MALAYSIA has managed to improve its gross domestic product (GDP) performance for the second quarter this year to 4.3 per cent from 4.1 per cent in the first quarter, on the back of robust domestic demand and despite a weak external sector.
The external sector saw growth in several neighbouring countries, notably Indonesia and Thailand, moderating.
These two economies saw slower second quarter GDP growth rates of 5.8 per cent (from six per cent) and 2.8 per cent (from 5.4 per cent), respectively.
Even China registered slower growth of 7.5 per cent (from 7.7 per cent in the previous quarter), maintaining its downward trend. The country used to post nine to 10 per cent growth. It posted 9.7 per cent growth for the first quarter of 2011.
The slow growth was partly due to weak expansion in factory output and fixed-asset investments.
However, Malaysia's improvement in the second quarter was in line with the performance of advanced economies such as Singapore and South Korea, which have increased to 3.8 per cent (from 0.2 per cent) and 2.3 per cent (from 1.5 per cent), respectively.
Growth continued to be supported by robust domestic demand (which grew 7.3 per cent), driven by consumption and private investment.
Overall consumption rose eight per cent, not only from increased public consumption, but also from healthy private consumption underpinned by a stable labour market and sustained wage growth in the domestic-oriented sectors.
Private investment rose at a faster pace, at 12.7 per cent, helped by investments in consumer-related services sub-sectors, the ongoing implementation of infrastructure projects and capacity expansion in the oil and gas sector.
The share of private investment to total investment also improved from 62.3 per cent to 68.8 per cent. The stronger growth in private investment suggests domestic resiliency in light of external uncertainties.
On the supply side, manufacturing and mining rebounded from last quarter as it grew 3.3 and 4.1 per cent respectively.
In the first quarter, manufacturing recorded only 0.3 per cent growth, while mining declined 1.9 per cent. The rebound in manufacturing was credited to domestic-oriented sub-sectors, while for mining, improvement was due to higher production of natural gas, crude oil and condensate.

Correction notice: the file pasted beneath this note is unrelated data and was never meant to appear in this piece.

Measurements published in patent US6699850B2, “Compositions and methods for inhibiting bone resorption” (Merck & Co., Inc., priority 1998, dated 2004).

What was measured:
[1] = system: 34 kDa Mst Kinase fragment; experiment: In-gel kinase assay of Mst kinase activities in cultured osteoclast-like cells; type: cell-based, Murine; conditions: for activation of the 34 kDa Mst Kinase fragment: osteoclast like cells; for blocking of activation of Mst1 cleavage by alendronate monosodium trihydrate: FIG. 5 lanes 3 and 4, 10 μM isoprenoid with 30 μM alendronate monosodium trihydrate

Services remained the leading GDP contributor and its 4.8 per cent growth was supported by communication, real estate and business services and wholesale and retail trade.
Construction continued its strong momentum since first quarter 2012, registering a 9.9 per cent increase.
The main drivers were residential sub-sectors, which rose 21.4 per cent, and civil engineering, as the Economic Transformation Programme projects, such as the Mass Rapid Transit, continue to have a positive impact.
The agriculture sector grew only 0.4 per cent on the back of a reduction in natural rubber output and slower growth in the production of crude palm oil. The depressed commodity prices might also have had a negative impact on the sector.
The International Monetary Fund had recently revised its world GDP forecast for 2013 to 3.1 per cent from 3.3 per cent previously, citing appreciably weaker domestic demand and slower growth in several key emerging market economies, as well as a more protracted recession in the euro area.
While the higher volatility in the global financial market stemmed from possible tapering of the United States quantitative easing programme, the domestic financial system remained resilient.
Recognising the lingering uncertainty in the global economy, Malaysia's GDP growth forecast for this year has been revised to between 4.5 and 5.0 per cent.
However, Malaysia's domestic fundamentals remain strong and GDP growth is expected to be anchored by domestic demand and some improvement in the external sector in the second half.
Nevertheless, the government will be monitoring the situation closely, especially the external sector.